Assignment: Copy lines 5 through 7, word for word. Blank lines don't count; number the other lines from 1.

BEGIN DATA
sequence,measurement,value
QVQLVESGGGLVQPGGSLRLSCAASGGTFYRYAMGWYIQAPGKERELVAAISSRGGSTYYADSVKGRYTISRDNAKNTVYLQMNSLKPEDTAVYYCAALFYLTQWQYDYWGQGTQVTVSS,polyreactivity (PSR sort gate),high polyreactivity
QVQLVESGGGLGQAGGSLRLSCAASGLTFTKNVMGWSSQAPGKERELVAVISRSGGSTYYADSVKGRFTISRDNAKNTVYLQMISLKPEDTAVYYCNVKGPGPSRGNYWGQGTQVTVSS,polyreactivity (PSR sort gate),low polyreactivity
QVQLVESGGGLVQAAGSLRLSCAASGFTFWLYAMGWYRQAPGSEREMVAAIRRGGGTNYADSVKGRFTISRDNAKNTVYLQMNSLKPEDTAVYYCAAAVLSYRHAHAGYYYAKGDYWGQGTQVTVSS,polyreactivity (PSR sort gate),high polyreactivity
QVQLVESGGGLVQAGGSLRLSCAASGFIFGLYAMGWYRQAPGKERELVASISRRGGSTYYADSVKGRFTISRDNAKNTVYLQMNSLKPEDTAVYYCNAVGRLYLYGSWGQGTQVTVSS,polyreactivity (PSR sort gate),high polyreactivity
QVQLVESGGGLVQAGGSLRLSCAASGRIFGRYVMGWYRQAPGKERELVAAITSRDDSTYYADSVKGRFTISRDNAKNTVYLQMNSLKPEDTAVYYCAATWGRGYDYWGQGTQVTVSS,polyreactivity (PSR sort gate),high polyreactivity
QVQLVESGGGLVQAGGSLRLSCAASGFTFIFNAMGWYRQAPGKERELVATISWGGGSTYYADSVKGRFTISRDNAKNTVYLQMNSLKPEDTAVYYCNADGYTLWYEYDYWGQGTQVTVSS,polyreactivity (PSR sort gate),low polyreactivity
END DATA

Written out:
QVQLVESGGGLVQAGGSLRLSCAASGFIFGLYAMGWYRQAPGKERELVASISRRGGSTYYADSVKGRFTISRDNAKNTVYLQMNSLKPEDTAVYYCNAVGRLYLYGSWGQGTQVTVSS,polyreactivity (PSR sort gate),high polyreactivity
QVQLVESGGGLVQAGGSLRLSCAASGRIFGRYVMGWYRQAPGKERELVAAITSRDDSTYYADSVKGRFTISRDNAKNTVYLQMNSLKPEDTAVYYCAATWGRGYDYWGQGTQVTVSS,polyreactivity (PSR sort gate),high polyreactivity
QVQLVESGGGLVQAGGSLRLSCAASGFTFIFNAMGWYRQAPGKERELVATISWGGGSTYYADSVKGRFTISRDNAKNTVYLQMNSLKPEDTAVYYCNADGYTLWYEYDYWGQGTQVTVSS,polyreactivity (PSR sort gate),low polyreactivity